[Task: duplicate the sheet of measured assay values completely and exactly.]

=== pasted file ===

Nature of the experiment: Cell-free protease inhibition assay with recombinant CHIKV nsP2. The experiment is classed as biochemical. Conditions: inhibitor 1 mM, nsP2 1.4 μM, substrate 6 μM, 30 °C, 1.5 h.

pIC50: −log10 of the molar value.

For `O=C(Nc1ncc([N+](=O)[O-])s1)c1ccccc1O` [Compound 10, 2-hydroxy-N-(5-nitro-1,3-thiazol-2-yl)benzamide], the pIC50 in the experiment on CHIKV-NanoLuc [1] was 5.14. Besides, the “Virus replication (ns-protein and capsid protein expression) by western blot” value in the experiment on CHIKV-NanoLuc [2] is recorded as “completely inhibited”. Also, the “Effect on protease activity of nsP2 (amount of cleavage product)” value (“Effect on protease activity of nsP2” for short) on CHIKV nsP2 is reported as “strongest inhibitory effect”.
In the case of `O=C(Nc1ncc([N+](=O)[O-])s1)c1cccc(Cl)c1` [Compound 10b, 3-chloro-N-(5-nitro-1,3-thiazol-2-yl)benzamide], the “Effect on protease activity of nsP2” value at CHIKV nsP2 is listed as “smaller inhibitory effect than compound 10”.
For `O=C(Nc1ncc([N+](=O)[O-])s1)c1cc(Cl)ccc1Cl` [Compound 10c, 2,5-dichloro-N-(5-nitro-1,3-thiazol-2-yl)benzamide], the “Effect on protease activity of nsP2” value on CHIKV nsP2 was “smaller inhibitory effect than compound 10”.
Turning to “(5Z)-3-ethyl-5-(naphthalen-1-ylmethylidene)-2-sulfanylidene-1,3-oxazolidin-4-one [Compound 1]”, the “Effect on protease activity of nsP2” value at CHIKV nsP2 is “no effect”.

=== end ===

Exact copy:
Nature of the experiment: Cell-free protease inhibition assay with recombinant CHIKV nsP2. The experiment is classed as biochemical. Conditions: inhibitor 1 mM, nsP2 1.4 μM, substrate 6 μM, 30 °C, 1.5 h.

pIC50: −log10 of the molar value.

For `O=C(Nc1ncc([N+](=O)[O-])s1)c1ccccc1O` [Compound 10, 2-hydroxy-N-(5-nitro-1,3-thiazol-2-yl)benzamide], the pIC50 in the experiment on CHIKV-NanoLuc [1] was 5.14. Besides, the “Virus replication (ns-protein and capsid protein expression) by western blot” value in the experiment on CHIKV-NanoLuc [2] is recorded as “completely inhibited”. Also, the “Effect on protease activity of nsP2 (amount of cleavage product)” value (“Effect on protease activity of nsP2” for short) on CHIKV nsP2 is reported as “strongest inhibitory effect”.
In the case of `O=C(Nc1ncc([N+](=O)[O-])s1)c1cccc(Cl)c1` [Compound 10b, 3-chloro-N-(5-nitro-1,3-thiazol-2-yl)benzamide], the “Effect on protease activity of nsP2” value at CHIKV nsP2 is listed as “smaller inhibitory effect than compound 10”.
For `O=C(Nc1ncc([N+](=O)[O-])s1)c1cc(Cl)ccc1Cl` [Compound 10c, 2,5-dichloro-N-(5-nitro-1,3-thiazol-2-yl)benzamide], the “Effect on protease activity of nsP2” value on CHIKV nsP2 was “smaller inhibitory effect than compound 10”.
Turning to “(5Z)-3-ethyl-5-(naphthalen-1-ylmethylidene)-2-sulfanylidene-1,3-oxazolidin-4-one [Compound 1]”, the “Effect on protease activity of nsP2” value at CHIKV nsP2 is “no effect”.